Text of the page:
Cincinnati pizza delivery drivers to split $1 million settlement

Photo: Kevork Djansezian (Getty Images)

Your week is probably not starting as auspiciously as it is for a group of Domino’s delivery drivers in Cincinnati, who plan to share a $1 million settlement in a wage-theft lawsuit. Each of the 163 drivers in the suit stands to receive about $6,000.

WCPO reports drivers accepted the settlement in December, and a district judge is expected to approve it this week. The drivers collectively sued a Domino’s franchise called Southern Ohio Pizza for unpaid wages and mileage; their lawyers from the firm Markovits, Stock & DeMarco have reportedly filed almost 20 such suits on behalf of delivery drivers across the country.

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“If approved, the drivers will receive an average of over $6,000 per person, which we hope is difference-making money for them,” the drivers’ lawyer Andrew Kimble told WCPO.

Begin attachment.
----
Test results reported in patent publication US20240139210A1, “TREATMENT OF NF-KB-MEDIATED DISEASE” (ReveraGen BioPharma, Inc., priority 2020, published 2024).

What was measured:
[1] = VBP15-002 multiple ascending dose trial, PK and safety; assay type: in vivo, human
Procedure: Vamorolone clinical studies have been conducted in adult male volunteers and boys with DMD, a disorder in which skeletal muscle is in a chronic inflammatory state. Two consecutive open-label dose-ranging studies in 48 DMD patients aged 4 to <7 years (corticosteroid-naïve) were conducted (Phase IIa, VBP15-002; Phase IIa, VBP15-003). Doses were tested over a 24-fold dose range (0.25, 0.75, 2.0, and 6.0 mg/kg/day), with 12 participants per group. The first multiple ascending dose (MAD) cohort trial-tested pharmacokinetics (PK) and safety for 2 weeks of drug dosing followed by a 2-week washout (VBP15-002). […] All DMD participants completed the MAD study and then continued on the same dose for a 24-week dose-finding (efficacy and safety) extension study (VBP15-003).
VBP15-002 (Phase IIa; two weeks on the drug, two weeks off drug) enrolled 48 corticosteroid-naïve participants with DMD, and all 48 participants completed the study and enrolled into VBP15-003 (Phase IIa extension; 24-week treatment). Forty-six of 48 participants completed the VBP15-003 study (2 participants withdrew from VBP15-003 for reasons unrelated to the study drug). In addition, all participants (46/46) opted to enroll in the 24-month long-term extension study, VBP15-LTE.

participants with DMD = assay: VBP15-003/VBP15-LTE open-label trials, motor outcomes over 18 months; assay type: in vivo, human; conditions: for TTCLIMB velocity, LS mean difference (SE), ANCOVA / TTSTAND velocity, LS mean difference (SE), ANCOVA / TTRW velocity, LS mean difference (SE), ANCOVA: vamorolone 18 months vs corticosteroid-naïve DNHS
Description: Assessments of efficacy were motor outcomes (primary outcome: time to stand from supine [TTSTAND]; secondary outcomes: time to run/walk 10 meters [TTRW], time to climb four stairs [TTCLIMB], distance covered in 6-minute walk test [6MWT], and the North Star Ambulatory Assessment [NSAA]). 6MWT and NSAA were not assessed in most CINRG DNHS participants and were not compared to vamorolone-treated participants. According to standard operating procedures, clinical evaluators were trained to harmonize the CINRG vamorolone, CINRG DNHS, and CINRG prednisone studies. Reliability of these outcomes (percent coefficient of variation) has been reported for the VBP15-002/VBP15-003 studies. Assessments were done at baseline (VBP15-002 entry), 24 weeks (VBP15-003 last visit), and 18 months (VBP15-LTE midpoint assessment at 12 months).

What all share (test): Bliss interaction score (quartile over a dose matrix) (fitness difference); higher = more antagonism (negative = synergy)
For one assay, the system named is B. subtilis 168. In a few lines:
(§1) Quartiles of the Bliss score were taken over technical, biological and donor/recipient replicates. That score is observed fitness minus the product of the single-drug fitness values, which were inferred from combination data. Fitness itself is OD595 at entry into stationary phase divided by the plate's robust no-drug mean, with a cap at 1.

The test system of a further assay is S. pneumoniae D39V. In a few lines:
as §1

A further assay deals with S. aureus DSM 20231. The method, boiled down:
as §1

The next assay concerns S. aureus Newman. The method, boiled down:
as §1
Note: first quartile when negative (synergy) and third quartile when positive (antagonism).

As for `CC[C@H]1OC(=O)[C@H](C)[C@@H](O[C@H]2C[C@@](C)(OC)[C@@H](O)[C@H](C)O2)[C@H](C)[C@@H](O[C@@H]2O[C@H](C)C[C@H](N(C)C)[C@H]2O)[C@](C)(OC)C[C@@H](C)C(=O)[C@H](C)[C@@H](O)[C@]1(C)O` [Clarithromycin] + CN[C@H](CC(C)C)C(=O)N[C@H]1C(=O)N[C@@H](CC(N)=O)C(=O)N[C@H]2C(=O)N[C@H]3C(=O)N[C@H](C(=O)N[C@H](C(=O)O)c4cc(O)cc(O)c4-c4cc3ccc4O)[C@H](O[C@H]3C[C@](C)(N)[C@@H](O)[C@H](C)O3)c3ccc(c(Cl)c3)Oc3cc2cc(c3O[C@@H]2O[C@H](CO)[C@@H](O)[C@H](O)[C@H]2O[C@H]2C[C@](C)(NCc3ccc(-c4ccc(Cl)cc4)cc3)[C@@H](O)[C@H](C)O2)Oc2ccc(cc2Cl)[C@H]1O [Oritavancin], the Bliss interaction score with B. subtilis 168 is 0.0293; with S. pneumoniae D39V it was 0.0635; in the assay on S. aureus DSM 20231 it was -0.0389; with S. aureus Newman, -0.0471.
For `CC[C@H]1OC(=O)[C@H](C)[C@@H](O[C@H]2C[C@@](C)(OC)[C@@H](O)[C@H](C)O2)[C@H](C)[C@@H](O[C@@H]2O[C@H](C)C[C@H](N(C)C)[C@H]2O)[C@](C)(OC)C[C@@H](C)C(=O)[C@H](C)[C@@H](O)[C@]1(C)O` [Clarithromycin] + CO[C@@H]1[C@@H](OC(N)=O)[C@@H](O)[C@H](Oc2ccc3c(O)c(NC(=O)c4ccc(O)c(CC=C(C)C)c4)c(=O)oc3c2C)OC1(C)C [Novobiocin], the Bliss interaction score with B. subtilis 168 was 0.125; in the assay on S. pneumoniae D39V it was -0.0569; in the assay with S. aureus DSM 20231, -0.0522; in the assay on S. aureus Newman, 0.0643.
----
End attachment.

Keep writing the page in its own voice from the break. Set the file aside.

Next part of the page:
At issue in this case was whether the Domino’s properly reimbursed drivers for vehicle maintenance and mileage, and whether the drivers were paid less than minimum wage when performing non-delivery duties. Paul Mullins, the lead plaintiff in the case, alleged he and other drivers were not properly reimbursed for vehicle maintenance and insurance, and that they were paid a tipped hourly wage that was less than minimum wage when they performed non-tipped tasks like preparing food or folding pizza boxes. In October, more than 400 Domino’s drivers won an $850,000 settlement in a lawsuit in Dayton, Ohio’s federal court. Those drivers claimed they were reimbursed less than they should have been for mileage driven as part of their jobs. A similar lawsuit against a Domino’s franchise is pending in Colorado.

According to Pizza Today, “the leading magazine for pizza professionals,” pizza drivers may be paid either an hourly rate or a tipped-credit rate depending on state and local laws. Essentially, if a driver’s tips don’t meet the required minimum wage, the employer must make up the difference. Employers must also cover drivers’ fuel costs, repairs, and maintenance. The standard federal reimbursement rate for this is 55 cents per mile, which covers fuel, repairs, vehicle depreciation, and insurance.

Oh, and while we’re on the subject of pizza delivery compensation, a PSA that drivers everywhere would like you to bear in mind: The delivery fee is not a gratuity paid to drivers. Tip accordingly, please.

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Kate Bernot

Kate Bernot is managing editor at The Takeout and a certified beer judge.